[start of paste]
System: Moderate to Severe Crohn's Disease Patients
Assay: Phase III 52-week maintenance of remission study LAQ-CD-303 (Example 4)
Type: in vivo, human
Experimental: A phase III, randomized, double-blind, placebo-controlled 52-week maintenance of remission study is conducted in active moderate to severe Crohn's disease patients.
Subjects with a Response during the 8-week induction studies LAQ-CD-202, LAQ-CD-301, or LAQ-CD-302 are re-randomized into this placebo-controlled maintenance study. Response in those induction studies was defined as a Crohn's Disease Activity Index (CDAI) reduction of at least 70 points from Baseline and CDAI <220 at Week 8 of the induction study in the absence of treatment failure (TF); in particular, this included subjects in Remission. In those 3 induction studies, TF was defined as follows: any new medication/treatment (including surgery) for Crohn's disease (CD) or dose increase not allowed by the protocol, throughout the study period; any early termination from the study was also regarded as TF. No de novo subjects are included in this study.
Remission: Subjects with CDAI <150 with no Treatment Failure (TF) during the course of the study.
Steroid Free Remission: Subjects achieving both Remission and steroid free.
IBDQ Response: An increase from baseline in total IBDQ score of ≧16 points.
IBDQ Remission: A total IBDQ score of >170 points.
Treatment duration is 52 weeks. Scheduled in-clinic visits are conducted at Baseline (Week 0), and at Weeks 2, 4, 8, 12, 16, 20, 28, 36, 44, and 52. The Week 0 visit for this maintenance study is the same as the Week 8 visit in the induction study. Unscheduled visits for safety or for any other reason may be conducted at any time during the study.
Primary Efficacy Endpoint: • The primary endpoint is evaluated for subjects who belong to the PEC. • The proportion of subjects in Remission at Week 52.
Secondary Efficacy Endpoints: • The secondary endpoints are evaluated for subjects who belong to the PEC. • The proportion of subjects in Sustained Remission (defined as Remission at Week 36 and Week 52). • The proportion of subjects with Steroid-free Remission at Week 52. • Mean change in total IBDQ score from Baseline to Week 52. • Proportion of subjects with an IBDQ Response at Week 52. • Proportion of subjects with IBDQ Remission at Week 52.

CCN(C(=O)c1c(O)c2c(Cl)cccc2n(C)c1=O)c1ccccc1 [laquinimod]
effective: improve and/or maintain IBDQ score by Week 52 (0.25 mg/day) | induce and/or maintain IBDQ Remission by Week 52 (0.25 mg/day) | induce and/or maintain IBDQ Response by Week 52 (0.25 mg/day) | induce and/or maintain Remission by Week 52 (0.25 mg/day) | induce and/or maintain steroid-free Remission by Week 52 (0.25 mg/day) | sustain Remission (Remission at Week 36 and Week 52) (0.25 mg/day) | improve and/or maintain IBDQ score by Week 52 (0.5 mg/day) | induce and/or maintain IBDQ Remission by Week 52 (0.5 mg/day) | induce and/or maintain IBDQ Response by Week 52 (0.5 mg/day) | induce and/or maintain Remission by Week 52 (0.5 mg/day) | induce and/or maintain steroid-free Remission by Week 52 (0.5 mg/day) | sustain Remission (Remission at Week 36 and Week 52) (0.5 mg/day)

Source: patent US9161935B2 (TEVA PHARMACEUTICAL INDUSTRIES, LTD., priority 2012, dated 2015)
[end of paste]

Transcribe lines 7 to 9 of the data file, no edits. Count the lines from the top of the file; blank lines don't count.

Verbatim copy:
Steroid Free Remission: Subjects achieving both Remission and steroid free.
IBDQ Response: An increase from baseline in total IBDQ score of ≧16 points.
IBDQ Remission: A total IBDQ score of >170 points.